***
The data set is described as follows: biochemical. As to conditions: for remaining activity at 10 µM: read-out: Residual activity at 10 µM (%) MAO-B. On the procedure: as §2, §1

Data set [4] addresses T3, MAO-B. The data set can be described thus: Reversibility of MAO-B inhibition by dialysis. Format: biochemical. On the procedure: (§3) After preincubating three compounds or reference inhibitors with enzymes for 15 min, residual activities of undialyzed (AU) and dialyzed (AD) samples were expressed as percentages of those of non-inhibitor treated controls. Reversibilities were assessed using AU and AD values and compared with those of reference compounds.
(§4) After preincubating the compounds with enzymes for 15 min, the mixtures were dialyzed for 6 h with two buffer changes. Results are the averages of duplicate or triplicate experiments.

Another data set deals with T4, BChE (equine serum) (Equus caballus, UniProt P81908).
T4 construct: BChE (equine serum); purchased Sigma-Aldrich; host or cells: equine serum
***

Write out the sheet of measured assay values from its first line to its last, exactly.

The data set is described as follows: biochemical. As to conditions: for remaining activity at 10 µM: read-out: Residual activity at 10 µM (%) MAO-B. On the procedure: as §2, §1

Data set [4] addresses T3, MAO-B. The data set can be described thus: Reversibility of MAO-B inhibition by dialysis. Format: biochemical. On the procedure: (§3) After preincubating three compounds or reference inhibitors with enzymes for 15 min, residual activities of undialyzed (AU) and dialyzed (AD) samples were expressed as percentages of those of non-inhibitor treated controls. Reversibilities were assessed using AU and AD values and compared with those of reference compounds.
(§4) After preincubating the compounds with enzymes for 15 min, the mixtures were dialyzed for 6 h with two buffer changes. Results are the averages of duplicate or triplicate experiments.

Another data set deals with T4, BChE (equine serum) (Equus caballus, UniProt P81908).
T4 construct: BChE (equine serum); purchased Sigma-Aldrich; host or cells: equine serum